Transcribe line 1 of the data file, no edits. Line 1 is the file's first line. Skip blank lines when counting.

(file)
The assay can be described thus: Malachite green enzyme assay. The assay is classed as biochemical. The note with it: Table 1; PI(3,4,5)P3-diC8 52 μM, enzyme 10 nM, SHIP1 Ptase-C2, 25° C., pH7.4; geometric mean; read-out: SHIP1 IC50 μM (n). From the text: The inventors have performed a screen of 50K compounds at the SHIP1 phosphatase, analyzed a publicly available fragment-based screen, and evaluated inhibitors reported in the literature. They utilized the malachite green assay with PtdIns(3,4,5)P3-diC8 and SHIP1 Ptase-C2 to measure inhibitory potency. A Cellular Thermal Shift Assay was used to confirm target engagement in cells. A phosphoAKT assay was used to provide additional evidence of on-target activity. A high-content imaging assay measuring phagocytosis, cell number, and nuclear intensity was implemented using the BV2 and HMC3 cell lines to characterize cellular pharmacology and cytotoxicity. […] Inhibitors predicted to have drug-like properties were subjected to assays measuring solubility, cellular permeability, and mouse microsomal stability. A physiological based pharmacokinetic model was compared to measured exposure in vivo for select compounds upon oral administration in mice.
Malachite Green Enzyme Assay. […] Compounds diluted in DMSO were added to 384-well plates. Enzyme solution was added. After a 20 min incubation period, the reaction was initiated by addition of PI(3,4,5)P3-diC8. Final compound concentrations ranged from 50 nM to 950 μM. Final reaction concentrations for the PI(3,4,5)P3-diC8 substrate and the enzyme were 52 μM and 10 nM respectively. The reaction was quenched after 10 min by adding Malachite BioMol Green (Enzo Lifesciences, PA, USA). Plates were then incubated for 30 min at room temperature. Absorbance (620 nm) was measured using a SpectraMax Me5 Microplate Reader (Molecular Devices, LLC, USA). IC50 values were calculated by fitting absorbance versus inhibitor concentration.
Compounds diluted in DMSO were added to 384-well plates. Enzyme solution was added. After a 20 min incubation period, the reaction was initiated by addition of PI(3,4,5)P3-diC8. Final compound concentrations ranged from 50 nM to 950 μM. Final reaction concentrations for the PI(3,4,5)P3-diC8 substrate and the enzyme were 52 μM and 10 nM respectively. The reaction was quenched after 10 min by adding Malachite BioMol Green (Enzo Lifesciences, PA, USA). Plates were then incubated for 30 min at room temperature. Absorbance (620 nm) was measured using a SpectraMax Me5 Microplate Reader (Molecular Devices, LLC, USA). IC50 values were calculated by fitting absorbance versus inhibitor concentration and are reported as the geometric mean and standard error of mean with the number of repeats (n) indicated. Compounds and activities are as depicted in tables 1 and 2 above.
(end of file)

The assay can be described thus: Malachite green enzyme assay. The assay is classed as biochemical. The note with it: Table 1; PI(3,4,5)P3-diC8 52 μM, enzyme 10 nM, SHIP1 Ptase-C2, 25° C., pH7.4; geometric mean; read-out: SHIP1 IC50 μM (n). From the text: The inventors have performed a screen of 50K compounds at the SHIP1 phosphatase, analyzed a publicly available fragment-based screen, and evaluated inhibitors reported in the literature. They utilized the malachite green assay with PtdIns(3,4,5)P3-diC8 and SHIP1 Ptase-C2 to measure inhibitory potency. A Cellular Thermal Shift Assay was used to confirm target engagement in cells. A phosphoAKT assay was used to provide additional evidence of on-target activity. A high-content imaging assay measuring phagocytosis, cell number, and nuclear intensity was implemented using the BV2 and HMC3 cell lines to characterize cellular pharmacology and cytotoxicity. […] Inhibitors predicted to have drug-like properties were subjected to assays measuring solubility, cellular permeability, and mouse microsomal stability. A physiological based pharmacokinetic model was compared to measured exposure in vivo for select compounds upon oral administration in mice.